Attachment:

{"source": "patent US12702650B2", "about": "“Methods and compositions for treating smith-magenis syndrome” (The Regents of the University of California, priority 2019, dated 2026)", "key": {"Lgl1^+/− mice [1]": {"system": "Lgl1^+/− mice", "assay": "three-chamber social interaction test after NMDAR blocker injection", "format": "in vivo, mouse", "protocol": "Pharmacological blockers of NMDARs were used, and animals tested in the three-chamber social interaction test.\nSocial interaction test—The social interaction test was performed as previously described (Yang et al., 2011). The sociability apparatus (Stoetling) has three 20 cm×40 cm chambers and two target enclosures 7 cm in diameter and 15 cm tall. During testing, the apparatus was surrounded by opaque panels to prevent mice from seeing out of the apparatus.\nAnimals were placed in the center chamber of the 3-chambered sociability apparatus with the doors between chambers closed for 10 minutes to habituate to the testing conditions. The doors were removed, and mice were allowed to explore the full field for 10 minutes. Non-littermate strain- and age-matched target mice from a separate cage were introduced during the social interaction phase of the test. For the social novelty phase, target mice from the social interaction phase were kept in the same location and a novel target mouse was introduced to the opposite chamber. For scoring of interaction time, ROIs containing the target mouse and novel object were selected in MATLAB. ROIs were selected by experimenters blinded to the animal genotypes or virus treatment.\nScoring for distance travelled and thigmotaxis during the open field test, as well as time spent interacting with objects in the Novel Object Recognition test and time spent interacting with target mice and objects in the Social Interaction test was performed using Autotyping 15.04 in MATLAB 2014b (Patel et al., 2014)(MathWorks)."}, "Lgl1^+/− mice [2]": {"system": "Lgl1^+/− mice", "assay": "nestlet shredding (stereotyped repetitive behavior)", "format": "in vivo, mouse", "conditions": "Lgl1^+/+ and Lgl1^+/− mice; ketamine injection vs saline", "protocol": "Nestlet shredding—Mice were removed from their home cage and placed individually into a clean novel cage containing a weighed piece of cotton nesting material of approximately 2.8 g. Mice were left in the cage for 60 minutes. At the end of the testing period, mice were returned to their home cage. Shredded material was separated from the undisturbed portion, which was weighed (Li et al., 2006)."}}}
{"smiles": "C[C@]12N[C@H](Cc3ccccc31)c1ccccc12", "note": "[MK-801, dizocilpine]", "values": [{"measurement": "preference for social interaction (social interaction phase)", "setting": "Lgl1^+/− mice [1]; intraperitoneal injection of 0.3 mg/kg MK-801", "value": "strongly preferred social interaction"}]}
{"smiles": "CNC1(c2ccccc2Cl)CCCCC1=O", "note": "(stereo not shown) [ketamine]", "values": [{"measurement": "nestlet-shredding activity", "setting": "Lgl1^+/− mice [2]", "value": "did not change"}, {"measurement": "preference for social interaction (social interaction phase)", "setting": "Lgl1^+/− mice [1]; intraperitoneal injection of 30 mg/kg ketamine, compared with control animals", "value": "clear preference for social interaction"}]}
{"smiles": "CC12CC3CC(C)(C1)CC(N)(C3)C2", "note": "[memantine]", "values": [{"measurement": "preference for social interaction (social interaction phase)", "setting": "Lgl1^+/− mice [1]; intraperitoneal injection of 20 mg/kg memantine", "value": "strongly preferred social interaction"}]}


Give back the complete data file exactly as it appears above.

{"source": "patent US12702650B2", "about": "“Methods and compositions for treating smith-magenis syndrome” (The Regents of the University of California, priority 2019, dated 2026)", "key": {"Lgl1^+/− mice [1]": {"system": "Lgl1^+/− mice", "assay": "three-chamber social interaction test after NMDAR blocker injection", "format": "in vivo, mouse", "protocol": "Pharmacological blockers of NMDARs were used, and animals tested in the three-chamber social interaction test.\nSocial interaction test—The social interaction test was performed as previously described (Yang et al., 2011). The sociability apparatus (Stoetling) has three 20 cm×40 cm chambers and two target enclosures 7 cm in diameter and 15 cm tall. During testing, the apparatus was surrounded by opaque panels to prevent mice from seeing out of the apparatus.\nAnimals were placed in the center chamber of the 3-chambered sociability apparatus with the doors between chambers closed for 10 minutes to habituate to the testing conditions. The doors were removed, and mice were allowed to explore the full field for 10 minutes. Non-littermate strain- and age-matched target mice from a separate cage were introduced during the social interaction phase of the test. For the social novelty phase, target mice from the social interaction phase were kept in the same location and a novel target mouse was introduced to the opposite chamber. For scoring of interaction time, ROIs containing the target mouse and novel object were selected in MATLAB. ROIs were selected by experimenters blinded to the animal genotypes or virus treatment.\nScoring for distance travelled and thigmotaxis during the open field test, as well as time spent interacting with objects in the Novel Object Recognition test and time spent interacting with target mice and objects in the Social Interaction test was performed using Autotyping 15.04 in MATLAB 2014b (Patel et al., 2014)(MathWorks)."}, "Lgl1^+/− mice [2]": {"system": "Lgl1^+/− mice", "assay": "nestlet shredding (stereotyped repetitive behavior)", "format": "in vivo, mouse", "conditions": "Lgl1^+/+ and Lgl1^+/− mice; ketamine injection vs saline", "protocol": "Nestlet shredding—Mice were removed from their home cage and placed individually into a clean novel cage containing a weighed piece of cotton nesting material of approximately 2.8 g. Mice were left in the cage for 60 minutes. At the end of the testing period, mice were returned to their home cage. Shredded material was separated from the undisturbed portion, which was weighed (Li et al., 2006)."}}}
{"smiles": "C[C@]12N[C@H](Cc3ccccc31)c1ccccc12", "note": "[MK-801, dizocilpine]", "values": [{"measurement": "preference for social interaction (social interaction phase)", "setting": "Lgl1^+/− mice [1]; intraperitoneal injection of 0.3 mg/kg MK-801", "value": "strongly preferred social interaction"}]}
{"smiles": "CNC1(c2ccccc2Cl)CCCCC1=O", "note": "(stereo not shown) [ketamine]", "values": [{"measurement": "nestlet-shredding activity", "setting": "Lgl1^+/− mice [2]", "value": "did not change"}, {"measurement": "preference for social interaction (social interaction phase)", "setting": "Lgl1^+/− mice [1]; intraperitoneal injection of 30 mg/kg ketamine, compared with control animals", "value": "clear preference for social interaction"}]}
{"smiles": "CC12CC3CC(C)(C1)CC(N)(C3)C2", "note": "[memantine]", "values": [{"measurement": "preference for social interaction (social interaction phase)", "setting": "Lgl1^+/− mice [1]; intraperitoneal injection of 20 mg/kg memantine", "value": "strongly preferred social interaction"}]}